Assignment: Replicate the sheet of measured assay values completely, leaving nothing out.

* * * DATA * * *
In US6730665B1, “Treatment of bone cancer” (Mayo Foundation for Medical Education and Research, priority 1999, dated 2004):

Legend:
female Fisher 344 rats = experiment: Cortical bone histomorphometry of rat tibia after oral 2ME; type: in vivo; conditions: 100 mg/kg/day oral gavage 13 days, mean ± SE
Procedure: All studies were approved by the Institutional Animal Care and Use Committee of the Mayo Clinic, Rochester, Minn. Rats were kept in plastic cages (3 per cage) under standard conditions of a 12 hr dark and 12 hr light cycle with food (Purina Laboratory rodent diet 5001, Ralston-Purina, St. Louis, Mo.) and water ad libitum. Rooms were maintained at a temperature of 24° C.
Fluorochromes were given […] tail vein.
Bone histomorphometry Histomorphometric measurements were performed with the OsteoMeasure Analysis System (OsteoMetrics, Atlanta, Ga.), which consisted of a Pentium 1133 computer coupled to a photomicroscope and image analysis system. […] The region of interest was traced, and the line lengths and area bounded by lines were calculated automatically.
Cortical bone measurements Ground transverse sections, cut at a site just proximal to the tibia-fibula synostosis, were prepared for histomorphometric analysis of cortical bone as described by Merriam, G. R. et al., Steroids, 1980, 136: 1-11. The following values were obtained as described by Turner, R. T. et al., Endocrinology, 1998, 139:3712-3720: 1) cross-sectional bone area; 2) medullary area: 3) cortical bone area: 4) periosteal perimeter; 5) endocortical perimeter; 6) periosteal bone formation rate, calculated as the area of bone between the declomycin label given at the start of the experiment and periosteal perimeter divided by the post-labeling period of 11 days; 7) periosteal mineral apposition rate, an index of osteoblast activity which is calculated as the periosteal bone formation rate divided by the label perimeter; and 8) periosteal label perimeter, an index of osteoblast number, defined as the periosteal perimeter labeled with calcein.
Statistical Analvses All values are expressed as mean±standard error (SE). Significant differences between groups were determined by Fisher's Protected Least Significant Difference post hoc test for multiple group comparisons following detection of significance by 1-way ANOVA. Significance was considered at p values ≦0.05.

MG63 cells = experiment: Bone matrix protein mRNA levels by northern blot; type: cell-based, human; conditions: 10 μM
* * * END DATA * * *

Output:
In US6730665B1, “Treatment of bone cancer” (Mayo Foundation for Medical Education and Research, priority 1999, dated 2004):

Legend:
female Fisher 344 rats = experiment: Cortical bone histomorphometry of rat tibia after oral 2ME; type: in vivo; conditions: 100 mg/kg/day oral gavage 13 days, mean ± SE
Procedure: All studies were approved by the Institutional Animal Care and Use Committee of the Mayo Clinic, Rochester, Minn. Rats were kept in plastic cages (3 per cage) under standard conditions of a 12 hr dark and 12 hr light cycle with food (Purina Laboratory rodent diet 5001, Ralston-Purina, St. Louis, Mo.) and water ad libitum. Rooms were maintained at a temperature of 24° C.
Fluorochromes were given […] tail vein.
Bone histomorphometry Histomorphometric measurements were performed with the OsteoMeasure Analysis System (OsteoMetrics, Atlanta, Ga.), which consisted of a Pentium 1133 computer coupled to a photomicroscope and image analysis system. […] The region of interest was traced, and the line lengths and area bounded by lines were calculated automatically.
Cortical bone measurements Ground transverse sections, cut at a site just proximal to the tibia-fibula synostosis, were prepared for histomorphometric analysis of cortical bone as described by Merriam, G. R. et al., Steroids, 1980, 136: 1-11. The following values were obtained as described by Turner, R. T. et al., Endocrinology, 1998, 139:3712-3720: 1) cross-sectional bone area; 2) medullary area: 3) cortical bone area: 4) periosteal perimeter; 5) endocortical perimeter; 6) periosteal bone formation rate, calculated as the area of bone between the declomycin label given at the start of the experiment and periosteal perimeter divided by the post-labeling period of 11 days; 7) periosteal mineral apposition rate, an index of osteoblast activity which is calculated as the periosteal bone formation rate divided by the label perimeter; and 8) periosteal label perimeter, an index of osteoblast number, defined as the periosteal perimeter labeled with calcein.
Statistical Analvses All values are expressed as mean±standard error (SE). Significant differences between groups were determined by Fisher's Protected Least Significant Difference post hoc test for multiple group comparisons following detection of significance by 1-way ANOVA. Significance was considered at p values ≦0.05.

MG63 cells = experiment: Bone matrix protein mRNA levels by northern blot; type: cell-based, human; conditions: 10 μM